What if you could make more money selling online than you are making right now in your bricks and mortar store? What if, for instance, you could sell an item for $900 online that will go for only $300 in your store?
What am I, nuts? No, says marketing expert Jim Novo. That very thing is happening in the Southeast, where Novo lives. "Many antique stores down here have completely closed their physical locations, and the reason is that, for any given item, it generally sells for close to three times, in New York, what it sells for in Florida.
"We have seen quite a few of those kinds of places down here," he says, "where [retailers] have put signs in their windows, "See me on e-bay.´ "
That particular business model, he says, happens to be extremely well-suited for online sales "because you´re dealing with somewhat rare merchandise, and there are people out there actively looking for it."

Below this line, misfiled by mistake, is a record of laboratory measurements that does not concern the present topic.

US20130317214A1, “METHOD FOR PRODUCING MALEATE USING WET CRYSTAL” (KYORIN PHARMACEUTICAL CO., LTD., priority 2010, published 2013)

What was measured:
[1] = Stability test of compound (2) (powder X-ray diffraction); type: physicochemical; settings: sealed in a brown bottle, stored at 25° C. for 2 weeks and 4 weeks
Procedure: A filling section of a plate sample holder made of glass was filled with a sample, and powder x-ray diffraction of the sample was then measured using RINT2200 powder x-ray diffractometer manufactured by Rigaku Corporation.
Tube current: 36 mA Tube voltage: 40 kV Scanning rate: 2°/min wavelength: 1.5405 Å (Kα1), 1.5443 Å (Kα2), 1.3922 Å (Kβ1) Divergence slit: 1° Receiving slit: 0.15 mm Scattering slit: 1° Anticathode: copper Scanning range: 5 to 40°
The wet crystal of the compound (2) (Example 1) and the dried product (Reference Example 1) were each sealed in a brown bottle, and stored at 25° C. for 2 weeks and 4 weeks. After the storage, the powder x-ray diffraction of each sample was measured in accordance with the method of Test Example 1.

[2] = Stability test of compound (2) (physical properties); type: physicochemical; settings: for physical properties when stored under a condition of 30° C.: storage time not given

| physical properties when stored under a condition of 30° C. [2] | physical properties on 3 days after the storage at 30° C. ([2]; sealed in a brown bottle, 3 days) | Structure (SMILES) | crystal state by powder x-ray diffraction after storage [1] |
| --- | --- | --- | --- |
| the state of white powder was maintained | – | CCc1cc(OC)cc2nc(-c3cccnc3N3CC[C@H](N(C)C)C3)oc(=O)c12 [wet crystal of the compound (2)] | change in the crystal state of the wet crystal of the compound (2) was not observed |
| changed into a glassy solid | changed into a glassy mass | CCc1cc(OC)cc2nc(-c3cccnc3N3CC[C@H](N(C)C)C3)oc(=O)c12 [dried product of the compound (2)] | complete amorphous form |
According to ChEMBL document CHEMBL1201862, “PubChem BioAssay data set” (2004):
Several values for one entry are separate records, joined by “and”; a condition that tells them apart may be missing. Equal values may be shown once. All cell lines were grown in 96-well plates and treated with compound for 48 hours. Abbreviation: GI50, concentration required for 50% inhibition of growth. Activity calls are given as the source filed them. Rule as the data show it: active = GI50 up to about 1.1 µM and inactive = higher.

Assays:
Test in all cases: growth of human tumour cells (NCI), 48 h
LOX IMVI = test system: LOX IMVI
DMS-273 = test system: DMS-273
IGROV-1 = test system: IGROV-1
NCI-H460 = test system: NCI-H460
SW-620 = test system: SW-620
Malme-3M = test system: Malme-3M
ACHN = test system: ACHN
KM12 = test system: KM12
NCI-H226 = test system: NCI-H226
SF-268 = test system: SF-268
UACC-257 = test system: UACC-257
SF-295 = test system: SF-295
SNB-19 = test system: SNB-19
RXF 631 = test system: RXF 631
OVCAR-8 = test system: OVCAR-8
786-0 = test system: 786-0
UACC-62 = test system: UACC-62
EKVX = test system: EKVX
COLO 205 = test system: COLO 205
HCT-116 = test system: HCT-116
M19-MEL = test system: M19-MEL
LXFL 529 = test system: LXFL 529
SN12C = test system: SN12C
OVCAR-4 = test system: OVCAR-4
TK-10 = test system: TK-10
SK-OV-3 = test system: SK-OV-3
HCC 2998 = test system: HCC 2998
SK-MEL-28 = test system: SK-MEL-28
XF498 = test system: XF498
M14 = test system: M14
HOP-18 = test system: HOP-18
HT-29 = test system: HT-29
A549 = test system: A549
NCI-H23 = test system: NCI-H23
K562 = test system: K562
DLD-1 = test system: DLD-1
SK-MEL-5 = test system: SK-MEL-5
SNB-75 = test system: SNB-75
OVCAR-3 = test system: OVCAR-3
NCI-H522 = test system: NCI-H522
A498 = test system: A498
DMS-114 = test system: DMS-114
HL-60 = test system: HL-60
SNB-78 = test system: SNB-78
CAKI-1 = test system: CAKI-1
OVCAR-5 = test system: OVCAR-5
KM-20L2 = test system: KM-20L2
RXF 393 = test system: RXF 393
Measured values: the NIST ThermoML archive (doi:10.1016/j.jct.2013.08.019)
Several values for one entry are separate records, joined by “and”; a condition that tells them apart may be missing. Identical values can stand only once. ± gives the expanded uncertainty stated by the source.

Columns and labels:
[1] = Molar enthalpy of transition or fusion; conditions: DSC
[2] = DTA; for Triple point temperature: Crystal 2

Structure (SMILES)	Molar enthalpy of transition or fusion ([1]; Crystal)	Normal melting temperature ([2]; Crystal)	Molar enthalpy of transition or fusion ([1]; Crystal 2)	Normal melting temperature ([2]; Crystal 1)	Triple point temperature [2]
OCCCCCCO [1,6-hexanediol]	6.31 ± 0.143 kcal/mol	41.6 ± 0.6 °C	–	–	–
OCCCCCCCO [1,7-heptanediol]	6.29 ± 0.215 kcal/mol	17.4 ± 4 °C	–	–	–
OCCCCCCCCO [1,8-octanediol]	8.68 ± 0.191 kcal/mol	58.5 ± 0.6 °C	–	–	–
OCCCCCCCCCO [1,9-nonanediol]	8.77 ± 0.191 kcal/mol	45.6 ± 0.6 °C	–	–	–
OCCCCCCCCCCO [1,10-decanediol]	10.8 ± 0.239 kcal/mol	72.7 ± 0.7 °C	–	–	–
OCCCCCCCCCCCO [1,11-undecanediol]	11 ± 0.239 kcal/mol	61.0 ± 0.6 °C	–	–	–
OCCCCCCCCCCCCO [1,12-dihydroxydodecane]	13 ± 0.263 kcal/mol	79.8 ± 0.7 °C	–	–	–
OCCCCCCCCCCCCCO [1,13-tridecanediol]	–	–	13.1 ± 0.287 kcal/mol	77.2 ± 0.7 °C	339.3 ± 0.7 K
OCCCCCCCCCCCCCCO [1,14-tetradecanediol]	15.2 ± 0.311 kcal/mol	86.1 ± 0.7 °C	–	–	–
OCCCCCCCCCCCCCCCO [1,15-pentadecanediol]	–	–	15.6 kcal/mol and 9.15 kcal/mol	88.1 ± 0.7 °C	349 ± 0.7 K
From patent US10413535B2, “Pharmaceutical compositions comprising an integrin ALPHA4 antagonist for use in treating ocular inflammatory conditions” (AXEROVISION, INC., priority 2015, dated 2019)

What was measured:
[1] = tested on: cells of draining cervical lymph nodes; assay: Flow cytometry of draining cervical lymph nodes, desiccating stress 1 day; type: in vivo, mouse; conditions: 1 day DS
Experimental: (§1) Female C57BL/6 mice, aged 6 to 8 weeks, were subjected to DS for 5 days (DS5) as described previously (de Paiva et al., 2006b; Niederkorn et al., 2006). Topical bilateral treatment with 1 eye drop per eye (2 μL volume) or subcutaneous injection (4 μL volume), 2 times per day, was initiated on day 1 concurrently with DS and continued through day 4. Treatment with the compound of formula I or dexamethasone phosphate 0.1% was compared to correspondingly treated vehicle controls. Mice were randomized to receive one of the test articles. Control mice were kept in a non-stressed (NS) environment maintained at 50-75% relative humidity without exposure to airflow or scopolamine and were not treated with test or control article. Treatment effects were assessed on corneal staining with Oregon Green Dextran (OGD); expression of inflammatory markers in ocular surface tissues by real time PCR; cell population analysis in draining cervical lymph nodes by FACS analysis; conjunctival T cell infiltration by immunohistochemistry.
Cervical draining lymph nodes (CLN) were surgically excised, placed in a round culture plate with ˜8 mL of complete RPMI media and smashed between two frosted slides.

Another type of merchandise that works well online, Novo says, is unique clothing, "either where the owner sews her own stuff or has access to unique products." Clothing that is not a mainstream brand — that you have to go to New York or Los Angeles to buy — will sell online.
"If you´ve got a store that´s selling the same kind of stuff everybody else is selling, it´s probably not going to work," Novo says.
His suggestion to a retailer wanting to test online selling is this: Take whatever it is that you have that you think is unique, and start with that.
If it works, then keep adding merchandise. Before you know it, you may have a full-blown online store.
Next week in Retail Strategies, Jim Novo talks about retailing mistakes. Be sure to tune in.